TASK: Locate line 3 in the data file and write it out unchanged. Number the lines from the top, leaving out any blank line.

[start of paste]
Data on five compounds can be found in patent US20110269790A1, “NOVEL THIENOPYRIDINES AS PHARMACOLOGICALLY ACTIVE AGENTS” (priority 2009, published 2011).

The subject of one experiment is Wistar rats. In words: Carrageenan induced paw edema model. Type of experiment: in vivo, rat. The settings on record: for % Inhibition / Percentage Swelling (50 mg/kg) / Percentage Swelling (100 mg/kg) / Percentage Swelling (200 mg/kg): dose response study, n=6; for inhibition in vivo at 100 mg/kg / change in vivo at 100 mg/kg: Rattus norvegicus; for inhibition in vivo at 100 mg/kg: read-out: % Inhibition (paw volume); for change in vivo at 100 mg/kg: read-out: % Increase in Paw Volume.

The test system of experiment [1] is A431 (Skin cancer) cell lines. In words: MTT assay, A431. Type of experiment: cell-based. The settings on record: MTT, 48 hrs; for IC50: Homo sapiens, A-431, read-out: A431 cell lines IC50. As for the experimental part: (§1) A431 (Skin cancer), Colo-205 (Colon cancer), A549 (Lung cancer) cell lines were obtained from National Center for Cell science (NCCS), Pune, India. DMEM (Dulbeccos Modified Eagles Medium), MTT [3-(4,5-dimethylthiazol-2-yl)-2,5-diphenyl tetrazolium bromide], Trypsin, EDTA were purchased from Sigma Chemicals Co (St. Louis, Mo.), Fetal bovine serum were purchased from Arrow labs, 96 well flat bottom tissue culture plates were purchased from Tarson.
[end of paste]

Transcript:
The test system of experiment [1] is A431 (Skin cancer) cell lines. In words: MTT assay, A431. Type of experiment: cell-based. The settings on record: MTT, 48 hrs; for IC50: Homo sapiens, A-431, read-out: A431 cell lines IC50. As for the experimental part: (§1) A431 (Skin cancer), Colo-205 (Colon cancer), A549 (Lung cancer) cell lines were obtained from National Center for Cell science (NCCS), Pune, India. DMEM (Dulbeccos Modified Eagles Medium), MTT [3-(4,5-dimethylthiazol-2-yl)-2,5-diphenyl tetrazolium bromide], Trypsin, EDTA were purchased from Sigma Chemicals Co (St. Louis, Mo.), Fetal bovine serum were purchased from Arrow labs, 96 well flat bottom tissue culture plates were purchased from Tarson.